November 18-19, 2013, Berlin

“Open data has the potential to transform society, government and the economy, from how we travel to work to how we decide to vote,” declared Rufus Pollock, co-founder of Open Knowledge Foundation, at the 1st International Open Data Dialog, which took place in December 2012 in Berlin.

With this year’s motto THINK OPEN, THINK BUSINESS the Dialog emphasizes the high potential of Open Data for businesses. The dialog likes to challenge our view that open data is not only a matter for administration, but also for enterprises, NGOs and science. No one will be able to take this step on his own. Administrations, economies, and societies must come together to open up the potential of data.

As in the past year, we invite all free thinkers from industry, civil society, government and research institutes to join the dialog and to share your ideas and projects with other open data enthusiasts. We invite you to give your ideas, approaches or results for example on, but not excluding: Opening, transforming or visualizing data – Data research or journalism – Data to support transparency and participation – Open data platforms and tools – Data-intensive services and applications – Secure integration of open, closed and private data – Business cases and legal settings.

We are seeking proposals for presentations, demonstrations, workshops and tutorials for the 2nd Open Data Dialog, November 18-19, 2013.

Sumission Deadline: July 15, 2013

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Call for Participation: OC13 – Open Commons Kongress in Linz, Austria, 2013-05-14

Please consider participating in the Open Commons Kongress, OC13, in Linz, Austria (I’m on the advisory board.) More information below (in German). [DR]

OC13 – Open Commons Kongress

14.05.2013, 9:00 – 16:30 Uhr

Wissensturm Linz, Austria

Lernen und Leben mit digitalen Gemeingütern

Zum zweiten Mal veranstaltet die Johannes Kepler Universität Linz und die Open Commons Region Linz den Open Commons Kongress. Der heurige Titel lautet “OC13: Lernen und Leben mit digitalen Gemeingütern”. Die Veranstaltung findet am Dienstag, 14. Mai im Wissensturm statt.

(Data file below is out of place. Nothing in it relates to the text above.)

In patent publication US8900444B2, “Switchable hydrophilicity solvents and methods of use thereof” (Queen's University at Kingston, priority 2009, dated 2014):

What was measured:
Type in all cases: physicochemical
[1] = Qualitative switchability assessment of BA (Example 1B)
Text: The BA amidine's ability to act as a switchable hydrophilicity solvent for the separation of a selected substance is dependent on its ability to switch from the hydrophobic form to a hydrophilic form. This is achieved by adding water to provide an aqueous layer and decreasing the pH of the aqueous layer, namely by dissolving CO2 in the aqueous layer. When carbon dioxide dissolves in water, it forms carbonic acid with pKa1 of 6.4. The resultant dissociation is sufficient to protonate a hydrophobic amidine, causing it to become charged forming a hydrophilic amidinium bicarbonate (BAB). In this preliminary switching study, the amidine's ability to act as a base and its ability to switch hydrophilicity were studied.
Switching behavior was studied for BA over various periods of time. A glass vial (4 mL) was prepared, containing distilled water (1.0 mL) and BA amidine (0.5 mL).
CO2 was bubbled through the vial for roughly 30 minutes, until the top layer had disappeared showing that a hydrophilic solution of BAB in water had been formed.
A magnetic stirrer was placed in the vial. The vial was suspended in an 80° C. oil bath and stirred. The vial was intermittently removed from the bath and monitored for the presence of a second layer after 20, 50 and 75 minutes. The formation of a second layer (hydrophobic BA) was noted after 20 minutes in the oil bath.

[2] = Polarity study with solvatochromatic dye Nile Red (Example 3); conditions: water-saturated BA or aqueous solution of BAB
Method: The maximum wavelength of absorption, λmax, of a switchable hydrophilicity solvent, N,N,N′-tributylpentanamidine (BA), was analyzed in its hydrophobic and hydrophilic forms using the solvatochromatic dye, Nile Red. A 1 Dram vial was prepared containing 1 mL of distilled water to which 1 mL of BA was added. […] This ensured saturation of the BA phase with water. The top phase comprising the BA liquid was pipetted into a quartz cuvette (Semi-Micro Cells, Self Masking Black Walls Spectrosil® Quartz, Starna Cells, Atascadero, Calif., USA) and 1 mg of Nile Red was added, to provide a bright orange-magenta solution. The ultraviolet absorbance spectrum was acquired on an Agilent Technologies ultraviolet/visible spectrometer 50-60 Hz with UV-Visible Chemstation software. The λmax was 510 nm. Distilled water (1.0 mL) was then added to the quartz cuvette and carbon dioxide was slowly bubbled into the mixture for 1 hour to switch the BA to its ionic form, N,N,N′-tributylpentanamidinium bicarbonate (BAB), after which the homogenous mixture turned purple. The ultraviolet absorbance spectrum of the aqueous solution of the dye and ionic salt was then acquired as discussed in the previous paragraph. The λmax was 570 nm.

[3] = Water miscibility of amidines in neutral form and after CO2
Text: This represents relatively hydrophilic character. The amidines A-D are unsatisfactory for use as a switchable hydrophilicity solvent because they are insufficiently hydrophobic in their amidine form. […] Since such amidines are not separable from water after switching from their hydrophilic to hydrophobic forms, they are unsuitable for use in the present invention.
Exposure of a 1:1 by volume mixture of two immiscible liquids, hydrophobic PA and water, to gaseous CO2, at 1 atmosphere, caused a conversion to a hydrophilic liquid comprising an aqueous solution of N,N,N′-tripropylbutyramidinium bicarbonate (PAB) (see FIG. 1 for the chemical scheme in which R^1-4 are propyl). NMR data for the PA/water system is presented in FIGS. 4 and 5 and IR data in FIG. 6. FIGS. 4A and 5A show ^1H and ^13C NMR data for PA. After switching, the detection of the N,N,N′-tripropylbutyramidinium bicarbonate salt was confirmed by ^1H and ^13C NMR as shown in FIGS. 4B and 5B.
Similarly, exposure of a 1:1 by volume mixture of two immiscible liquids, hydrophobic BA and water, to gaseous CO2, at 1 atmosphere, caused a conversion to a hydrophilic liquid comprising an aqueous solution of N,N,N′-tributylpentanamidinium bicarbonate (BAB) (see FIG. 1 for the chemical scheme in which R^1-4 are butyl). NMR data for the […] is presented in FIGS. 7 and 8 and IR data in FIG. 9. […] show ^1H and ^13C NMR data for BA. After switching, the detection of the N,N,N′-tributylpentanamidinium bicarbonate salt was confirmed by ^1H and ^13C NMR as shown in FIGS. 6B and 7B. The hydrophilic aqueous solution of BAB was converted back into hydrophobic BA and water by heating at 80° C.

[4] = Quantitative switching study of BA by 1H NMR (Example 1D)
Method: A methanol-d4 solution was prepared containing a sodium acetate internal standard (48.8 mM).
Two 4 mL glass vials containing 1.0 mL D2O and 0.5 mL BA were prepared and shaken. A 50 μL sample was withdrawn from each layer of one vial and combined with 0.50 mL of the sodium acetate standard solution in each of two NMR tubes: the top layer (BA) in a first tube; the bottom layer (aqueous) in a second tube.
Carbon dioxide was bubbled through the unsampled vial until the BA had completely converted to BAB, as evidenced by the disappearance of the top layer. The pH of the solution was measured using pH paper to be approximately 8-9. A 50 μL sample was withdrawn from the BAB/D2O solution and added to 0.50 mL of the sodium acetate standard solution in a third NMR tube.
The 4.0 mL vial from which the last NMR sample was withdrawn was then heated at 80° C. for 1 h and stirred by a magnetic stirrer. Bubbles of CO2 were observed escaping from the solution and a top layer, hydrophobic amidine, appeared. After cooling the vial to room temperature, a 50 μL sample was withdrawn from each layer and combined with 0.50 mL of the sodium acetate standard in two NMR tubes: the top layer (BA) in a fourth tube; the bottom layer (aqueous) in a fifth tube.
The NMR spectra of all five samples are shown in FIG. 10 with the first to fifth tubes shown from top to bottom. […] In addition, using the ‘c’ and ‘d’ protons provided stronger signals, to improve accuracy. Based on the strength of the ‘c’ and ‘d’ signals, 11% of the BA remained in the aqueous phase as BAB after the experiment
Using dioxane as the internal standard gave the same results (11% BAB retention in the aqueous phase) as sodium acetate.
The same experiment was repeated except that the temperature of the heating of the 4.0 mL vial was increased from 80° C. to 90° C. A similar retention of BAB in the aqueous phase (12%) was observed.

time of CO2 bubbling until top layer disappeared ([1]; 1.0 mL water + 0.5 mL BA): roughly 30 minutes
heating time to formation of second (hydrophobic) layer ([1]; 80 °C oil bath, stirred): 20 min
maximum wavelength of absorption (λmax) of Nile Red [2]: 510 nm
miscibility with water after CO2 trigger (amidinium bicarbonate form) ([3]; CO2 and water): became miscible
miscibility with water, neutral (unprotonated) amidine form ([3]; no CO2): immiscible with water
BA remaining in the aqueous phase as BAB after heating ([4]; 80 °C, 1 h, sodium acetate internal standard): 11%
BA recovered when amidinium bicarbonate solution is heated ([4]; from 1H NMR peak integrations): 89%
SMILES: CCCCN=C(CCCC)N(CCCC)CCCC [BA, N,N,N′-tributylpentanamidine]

Read on…

Looking Back on One Year of Public Policy Consulting

2012 was the year when I first did some serious public policy consulting. I found it quite informative to see how politicians work and what the impact of lobbyists is.

I’m a professor of computer science at a German technical university. I also have an M.B.A. from Stanford. I consult on open source, software development, and the software industry. I’m also a civil servant of the state of Bavaria in Germany. Thus, I try to maintain a policy-neutral stance, consulting on mechanism more than on policy. The German people elect politicians, politicians choose policy, and I help politicians choose and define mechanisms that will turn those policies into reality.

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Revamping German Copyright Law #EIDG

The German Enquete commission “Internet and Digital Society” is a multilateral commission instituted by the German parliament to discuss and make recommendations on, well, Internet and digital society. I’m a member of an expert advisory council for one of the parties involved in the commission. I received the following catalog of questions and thought I’d share the questions here and maybe we can have a good discussion. For international readers, it may be helpful to read Wikipedia on German copyright law. So, here are the questions.

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My Position on Privacy (Seven Things About Me)

Stormy Peters recently tagged me to post seven items about my life. This is a “viral” pyramid scheme; you are supposed to write these seven items and then tag seven other people to do the same. It is not the first time I got such a request; I also got tagged on Facebook to post 25 items about my life, and in general it is quite tempting to let your personal thoughts hang out on a blog like this.

I usually ignore such requests for reasons of privacy. Everything you do or say on the Internet can be used at some future point in time. The saying “on the Internet, nobody knows you are a dog” is completely wrong; on the Internet anyone with enough resources cannot only know you are a dog but can also know everything about you down to hereditary diseases—even things you may not know yourself. Or, as Scott McNealy is famous for saying: “You have no privacy. Get over it.”

Here then seven things about my take at privacy in the Internet age: